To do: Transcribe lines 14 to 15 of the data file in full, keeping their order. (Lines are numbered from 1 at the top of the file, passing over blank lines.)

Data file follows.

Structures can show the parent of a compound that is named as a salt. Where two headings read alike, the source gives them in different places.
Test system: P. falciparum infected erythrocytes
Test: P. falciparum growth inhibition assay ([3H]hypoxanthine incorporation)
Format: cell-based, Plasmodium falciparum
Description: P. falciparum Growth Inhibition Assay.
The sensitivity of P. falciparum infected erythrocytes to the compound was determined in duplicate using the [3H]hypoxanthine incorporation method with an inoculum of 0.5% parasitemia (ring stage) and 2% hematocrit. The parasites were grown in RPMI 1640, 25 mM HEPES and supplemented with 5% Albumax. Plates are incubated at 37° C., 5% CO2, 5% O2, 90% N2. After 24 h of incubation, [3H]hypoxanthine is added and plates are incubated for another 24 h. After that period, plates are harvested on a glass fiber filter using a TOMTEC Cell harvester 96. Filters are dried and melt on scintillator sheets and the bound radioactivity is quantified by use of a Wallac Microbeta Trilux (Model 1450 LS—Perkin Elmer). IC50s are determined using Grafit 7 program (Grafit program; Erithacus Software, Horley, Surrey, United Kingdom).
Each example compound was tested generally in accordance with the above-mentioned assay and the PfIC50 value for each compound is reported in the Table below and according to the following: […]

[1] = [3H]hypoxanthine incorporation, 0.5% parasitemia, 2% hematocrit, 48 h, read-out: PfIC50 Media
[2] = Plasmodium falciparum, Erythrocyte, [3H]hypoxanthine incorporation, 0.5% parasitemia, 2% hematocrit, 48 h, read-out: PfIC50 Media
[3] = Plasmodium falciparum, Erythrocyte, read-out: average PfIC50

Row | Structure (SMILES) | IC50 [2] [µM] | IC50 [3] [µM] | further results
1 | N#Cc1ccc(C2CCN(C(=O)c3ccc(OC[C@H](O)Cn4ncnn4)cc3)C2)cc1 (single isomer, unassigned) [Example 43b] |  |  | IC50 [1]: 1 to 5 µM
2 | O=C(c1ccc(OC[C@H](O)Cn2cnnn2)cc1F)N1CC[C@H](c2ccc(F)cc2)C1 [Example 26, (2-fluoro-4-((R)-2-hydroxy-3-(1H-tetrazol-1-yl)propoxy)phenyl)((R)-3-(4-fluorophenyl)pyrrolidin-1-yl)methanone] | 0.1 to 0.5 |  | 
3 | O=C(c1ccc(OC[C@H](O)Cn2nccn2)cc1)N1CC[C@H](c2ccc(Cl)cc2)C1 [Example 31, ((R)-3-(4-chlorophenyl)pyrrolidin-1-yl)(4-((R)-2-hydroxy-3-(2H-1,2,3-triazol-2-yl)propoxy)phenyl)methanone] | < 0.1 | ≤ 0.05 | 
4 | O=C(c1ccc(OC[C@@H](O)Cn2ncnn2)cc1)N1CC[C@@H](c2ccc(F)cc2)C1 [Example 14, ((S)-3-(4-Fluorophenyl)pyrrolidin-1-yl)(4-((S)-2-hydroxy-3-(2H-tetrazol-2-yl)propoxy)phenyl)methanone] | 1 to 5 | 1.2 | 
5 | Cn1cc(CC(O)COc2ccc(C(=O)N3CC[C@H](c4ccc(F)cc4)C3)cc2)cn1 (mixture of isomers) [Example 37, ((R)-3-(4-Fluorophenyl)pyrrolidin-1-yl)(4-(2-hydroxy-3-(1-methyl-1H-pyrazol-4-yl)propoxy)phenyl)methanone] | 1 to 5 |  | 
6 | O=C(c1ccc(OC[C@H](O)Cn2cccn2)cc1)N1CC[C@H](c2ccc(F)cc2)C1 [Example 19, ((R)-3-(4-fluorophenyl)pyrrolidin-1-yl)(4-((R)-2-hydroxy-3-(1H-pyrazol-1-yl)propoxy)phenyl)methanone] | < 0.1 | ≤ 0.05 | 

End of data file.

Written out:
3 | O=C(c1ccc(OC[C@H](O)Cn2nccn2)cc1)N1CC[C@H](c2ccc(Cl)cc2)C1 [Example 31, ((R)-3-(4-chlorophenyl)pyrrolidin-1-yl)(4-((R)-2-hydroxy-3-(2H-1,2,3-triazol-2-yl)propoxy)phenyl)methanone] | < 0.1 | ≤ 0.05 | 
4 | O=C(c1ccc(OC[C@@H](O)Cn2ncnn2)cc1)N1CC[C@@H](c2ccc(F)cc2)C1 [Example 14, ((S)-3-(4-Fluorophenyl)pyrrolidin-1-yl)(4-((S)-2-hydroxy-3-(2H-tetrazol-2-yl)propoxy)phenyl)methanone] | 1 to 5 | 1.2 | 